7 Tips for Turkey Hunting with Kids

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Take Those Screens

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1 | Take Those Screens

For a long time, I balked at phones or video games on the hunt. After a while, I realized we were coming home early way too often. When I started to let them bring an electronic device along, our hunt times increased drastically.

A good book serves the same purpose.  

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Teach to Call

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2 | Teach to Call

Basic yelps, clucks and purrs aren’t that hard to master on a slate or push-pull style call. Calling to a bird, or even helping just a bit, transforms a hunt into a one-on-one challenge. There are times when the ability to sound like multiple birds comes in handy as well.

 

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Keep Them Comfortable

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3 | Keep Them Comfortable

It's hard to be still and patient when you have a root digging into your backside and you can’t feel your left foot. Today’s lightweight blinds offer protection from wind and rain and they conceal movement.

Add a couple of lightweight folding chairs and spend the day in comfort. Don’t skimp on clothing. A warm kid is a happy kid. A pocket full of beef jerky and a bottle of water or a candy bar or two helps when stomachs start to growl.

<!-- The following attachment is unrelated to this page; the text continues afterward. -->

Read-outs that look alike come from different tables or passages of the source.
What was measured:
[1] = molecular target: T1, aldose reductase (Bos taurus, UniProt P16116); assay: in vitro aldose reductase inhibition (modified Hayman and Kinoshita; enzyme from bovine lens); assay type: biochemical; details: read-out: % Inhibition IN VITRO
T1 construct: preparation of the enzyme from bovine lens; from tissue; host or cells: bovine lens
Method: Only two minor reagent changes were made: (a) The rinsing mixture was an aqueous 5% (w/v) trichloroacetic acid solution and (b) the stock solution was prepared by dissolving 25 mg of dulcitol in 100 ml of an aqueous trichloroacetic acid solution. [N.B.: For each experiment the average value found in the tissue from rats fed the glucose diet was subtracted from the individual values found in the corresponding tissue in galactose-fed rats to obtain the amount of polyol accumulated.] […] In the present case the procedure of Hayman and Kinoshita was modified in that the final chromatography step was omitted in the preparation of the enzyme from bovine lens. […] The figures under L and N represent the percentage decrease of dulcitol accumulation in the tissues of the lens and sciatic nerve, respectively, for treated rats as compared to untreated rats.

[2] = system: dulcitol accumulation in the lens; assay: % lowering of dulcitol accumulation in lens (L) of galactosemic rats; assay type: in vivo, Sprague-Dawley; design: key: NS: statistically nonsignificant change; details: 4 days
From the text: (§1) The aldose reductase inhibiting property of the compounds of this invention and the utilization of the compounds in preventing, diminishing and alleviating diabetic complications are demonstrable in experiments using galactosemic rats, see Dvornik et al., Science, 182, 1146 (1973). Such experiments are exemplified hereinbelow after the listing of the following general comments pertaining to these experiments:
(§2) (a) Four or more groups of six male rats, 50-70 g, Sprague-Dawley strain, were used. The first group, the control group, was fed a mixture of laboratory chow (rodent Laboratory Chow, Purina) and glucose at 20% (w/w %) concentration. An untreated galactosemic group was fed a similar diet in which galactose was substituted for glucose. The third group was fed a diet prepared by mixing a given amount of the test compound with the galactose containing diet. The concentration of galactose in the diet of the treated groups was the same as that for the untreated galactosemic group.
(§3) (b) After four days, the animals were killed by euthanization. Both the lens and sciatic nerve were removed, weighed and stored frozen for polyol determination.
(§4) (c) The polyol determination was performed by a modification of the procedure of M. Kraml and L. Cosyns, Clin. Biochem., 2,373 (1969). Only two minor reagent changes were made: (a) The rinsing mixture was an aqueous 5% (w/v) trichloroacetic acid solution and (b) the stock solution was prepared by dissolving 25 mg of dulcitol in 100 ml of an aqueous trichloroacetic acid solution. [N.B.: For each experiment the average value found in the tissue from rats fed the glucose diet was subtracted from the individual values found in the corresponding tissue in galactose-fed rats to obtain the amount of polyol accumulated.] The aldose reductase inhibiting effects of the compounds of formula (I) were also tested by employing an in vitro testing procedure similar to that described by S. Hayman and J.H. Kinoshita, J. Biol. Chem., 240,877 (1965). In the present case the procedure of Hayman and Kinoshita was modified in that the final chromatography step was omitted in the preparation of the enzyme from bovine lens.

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Pick the Right Gun

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4 | Pick the Right Gun

Turkeys aren’t made of steel. There are a multitude of turkey-specific, 20-gauge loads on the market today. Couple those with a small-frame, 20-gauge pump or autoloader and you have a combo that even the most petite kids can handle with ease. Make practice fun by shooting light target loads. 

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Call Turkeys Close

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5 | Call Turkeys Close

Get the bird inside of 30 yards before calling the shot and a 20 gauge with quality ammo will get the job done.

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Keep It Fun

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6 | Keep It Fun

The most essential thing you can do to hunt with your kids again is to keep things fun.

Don’t press. When a kid says they are done, then that usually means they are done. 

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It

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7 | It's All Good

The most important part of the hunt is spending time with your kids in the outdoors. Tagging a turkey is just a bonus.

Go here for more Realtree turkey hunting tips. Follow us on Facebook.

This Realtree.com post was first published Feb. 20, 2017.

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The bulk of my time in the turkey woods these days is spent in the company of one or more of my kids. I still enjoy time alone in the woods, but sharing a love for the outdoors with them is a lot more fun.

Trouble is, in today’s fast-paced world – where kids claim boredom anytime they have fewer than three screens going at once – how do you get them to wind down enough to spend a day in the woods?